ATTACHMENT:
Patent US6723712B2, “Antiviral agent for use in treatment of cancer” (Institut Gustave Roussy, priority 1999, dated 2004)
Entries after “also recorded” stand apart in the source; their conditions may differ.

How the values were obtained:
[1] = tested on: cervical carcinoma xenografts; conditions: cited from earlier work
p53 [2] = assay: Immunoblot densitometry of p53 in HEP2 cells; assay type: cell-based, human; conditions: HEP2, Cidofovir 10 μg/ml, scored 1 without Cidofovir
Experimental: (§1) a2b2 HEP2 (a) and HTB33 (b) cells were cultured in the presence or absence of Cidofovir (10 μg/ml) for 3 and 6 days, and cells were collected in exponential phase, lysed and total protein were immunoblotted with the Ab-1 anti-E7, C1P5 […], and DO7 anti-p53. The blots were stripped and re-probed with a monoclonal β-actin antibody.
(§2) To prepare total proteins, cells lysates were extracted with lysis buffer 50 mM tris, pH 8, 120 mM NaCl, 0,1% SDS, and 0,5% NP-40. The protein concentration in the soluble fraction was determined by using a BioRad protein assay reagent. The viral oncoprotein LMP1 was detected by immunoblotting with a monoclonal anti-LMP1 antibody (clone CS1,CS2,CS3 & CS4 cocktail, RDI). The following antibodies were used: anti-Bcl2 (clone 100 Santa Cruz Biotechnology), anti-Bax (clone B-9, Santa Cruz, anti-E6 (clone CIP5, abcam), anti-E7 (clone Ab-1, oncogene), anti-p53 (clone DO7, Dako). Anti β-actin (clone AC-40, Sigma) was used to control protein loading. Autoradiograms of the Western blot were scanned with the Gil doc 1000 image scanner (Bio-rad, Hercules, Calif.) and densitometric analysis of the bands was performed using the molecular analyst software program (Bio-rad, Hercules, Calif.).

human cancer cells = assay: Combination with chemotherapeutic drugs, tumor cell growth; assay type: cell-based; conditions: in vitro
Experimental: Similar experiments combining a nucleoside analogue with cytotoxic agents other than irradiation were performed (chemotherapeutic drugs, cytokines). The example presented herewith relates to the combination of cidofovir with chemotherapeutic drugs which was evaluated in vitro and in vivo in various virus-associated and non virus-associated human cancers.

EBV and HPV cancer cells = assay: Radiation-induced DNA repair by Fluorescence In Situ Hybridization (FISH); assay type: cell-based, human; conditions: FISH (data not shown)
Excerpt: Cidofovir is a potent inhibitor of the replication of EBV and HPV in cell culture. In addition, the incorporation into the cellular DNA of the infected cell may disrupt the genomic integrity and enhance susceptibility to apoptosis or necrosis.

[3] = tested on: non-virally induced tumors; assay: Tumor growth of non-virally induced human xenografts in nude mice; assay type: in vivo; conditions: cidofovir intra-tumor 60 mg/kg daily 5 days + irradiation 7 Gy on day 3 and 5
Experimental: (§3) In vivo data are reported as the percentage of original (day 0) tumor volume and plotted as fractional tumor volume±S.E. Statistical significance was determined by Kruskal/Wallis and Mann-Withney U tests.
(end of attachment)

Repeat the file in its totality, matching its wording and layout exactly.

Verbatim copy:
Patent US6723712B2, “Antiviral agent for use in treatment of cancer” (Institut Gustave Roussy, priority 1999, dated 2004)
Entries after “also recorded” stand apart in the source; their conditions may differ.

How the values were obtained:
[1] = tested on: cervical carcinoma xenografts; conditions: cited from earlier work
p53 [2] = assay: Immunoblot densitometry of p53 in HEP2 cells; assay type: cell-based, human; conditions: HEP2, Cidofovir 10 μg/ml, scored 1 without Cidofovir
Experimental: (§1) a2b2 HEP2 (a) and HTB33 (b) cells were cultured in the presence or absence of Cidofovir (10 μg/ml) for 3 and 6 days, and cells were collected in exponential phase, lysed and total protein were immunoblotted with the Ab-1 anti-E7, C1P5 […], and DO7 anti-p53. The blots were stripped and re-probed with a monoclonal β-actin antibody.
(§2) To prepare total proteins, cells lysates were extracted with lysis buffer 50 mM tris, pH 8, 120 mM NaCl, 0,1% SDS, and 0,5% NP-40. The protein concentration in the soluble fraction was determined by using a BioRad protein assay reagent. The viral oncoprotein LMP1 was detected by immunoblotting with a monoclonal anti-LMP1 antibody (clone CS1,CS2,CS3 & CS4 cocktail, RDI). The following antibodies were used: anti-Bcl2 (clone 100 Santa Cruz Biotechnology), anti-Bax (clone B-9, Santa Cruz, anti-E6 (clone CIP5, abcam), anti-E7 (clone Ab-1, oncogene), anti-p53 (clone DO7, Dako). Anti β-actin (clone AC-40, Sigma) was used to control protein loading. Autoradiograms of the Western blot were scanned with the Gil doc 1000 image scanner (Bio-rad, Hercules, Calif.) and densitometric analysis of the bands was performed using the molecular analyst software program (Bio-rad, Hercules, Calif.).

human cancer cells = assay: Combination with chemotherapeutic drugs, tumor cell growth; assay type: cell-based; conditions: in vitro
Experimental: Similar experiments combining a nucleoside analogue with cytotoxic agents other than irradiation were performed (chemotherapeutic drugs, cytokines). The example presented herewith relates to the combination of cidofovir with chemotherapeutic drugs which was evaluated in vitro and in vivo in various virus-associated and non virus-associated human cancers.

EBV and HPV cancer cells = assay: Radiation-induced DNA repair by Fluorescence In Situ Hybridization (FISH); assay type: cell-based, human; conditions: FISH (data not shown)
Excerpt: Cidofovir is a potent inhibitor of the replication of EBV and HPV in cell culture. In addition, the incorporation into the cellular DNA of the infected cell may disrupt the genomic integrity and enhance susceptibility to apoptosis or necrosis.

[3] = tested on: non-virally induced tumors; assay: Tumor growth of non-virally induced human xenografts in nude mice; assay type: in vivo; conditions: cidofovir intra-tumor 60 mg/kg daily 5 days + irradiation 7 Gy on day 3 and 5
Experimental: (§3) In vivo data are reported as the percentage of original (day 0) tumor volume and plotted as fractional tumor volume±S.E. Statistical significance was determined by Kruskal/Wallis and Mann-Withney U tests.